In Filipino, kapwa refers to a cultural value of a collective well-being or togetherness in which Filipinos construct their selfhood, families and communities. In my work with conducting research about Filipino American lives with Filipino American undergraduate students at San Francisco State University, kapwa has been a driving force in uncovering Filipino immigrant and Fil-Am stories as intellectual resources towards producing knowledge.
Together with Jessa delos Reyes, Tiff Mendoza, Katrina Liwanag, Stephanie Ancheta, Jeannel Poyaoan, my experience of building kapwa with undergraduate students is an ongoing experience of democratizing the research process. These folks helped to recruit staff members working in community-based orgs in San Francisco serving Filipino community members. We all interviewed staff members, transcribed and analyzed their narratives. And we came up with different products!
As a group, my team and I were able to write one co-authored academic publication, “Claiming Kapwa: Filipino Immigrants, Community Based Organizations and Community Citizenship in San Francisco” in New Political Science. My collaborators assisted in proofreading a needs assessment I wrote for the city of San Francisco’s Office of Civic Engagement and Immigrant Affairs entitled, “Speaking Up, Speaking Out: Filipino Language Access in San Francisco.”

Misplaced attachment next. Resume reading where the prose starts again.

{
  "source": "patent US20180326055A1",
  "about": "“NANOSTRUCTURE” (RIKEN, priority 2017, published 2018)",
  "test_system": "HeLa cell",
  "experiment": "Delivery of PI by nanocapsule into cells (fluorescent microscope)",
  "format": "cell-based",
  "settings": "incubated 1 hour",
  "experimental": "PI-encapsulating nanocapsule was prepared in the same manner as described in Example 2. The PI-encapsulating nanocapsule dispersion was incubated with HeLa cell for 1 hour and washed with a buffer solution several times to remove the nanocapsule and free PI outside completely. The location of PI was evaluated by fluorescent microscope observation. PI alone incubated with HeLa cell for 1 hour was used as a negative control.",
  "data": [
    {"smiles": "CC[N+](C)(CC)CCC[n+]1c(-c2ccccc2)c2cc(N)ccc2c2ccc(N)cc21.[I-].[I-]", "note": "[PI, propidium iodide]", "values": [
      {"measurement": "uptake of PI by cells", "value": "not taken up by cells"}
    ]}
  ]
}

A few weeks ago, Filipino organizations in San Francisco, community workers and city advocates including Supervisor Matt Haney and Sandra Fewer came together for the release of a report about the lack of language access Filipinos have to basic services in the city of San Francisco. In the report, I argue that if Filipinos in San Francisco do not receive information, applications and materials in language (which the city is mandated by under the Language Access Ordinance), they are not only excluded from the basic services they need, they are also excluded from the political life of San Francisco.
The truth of the matter is San Francisco has been a geography of Filipino American and Filipino immigrant life for well over a century. And its about time that Filipinos are seen as part of San Francisco, especially through language access. When students, community members and academics collaborate, we demonstrate that immigrants, the folks that work tirelessly to serve them, the young people that come from those families, those neighborhoods belong in San Francisco.
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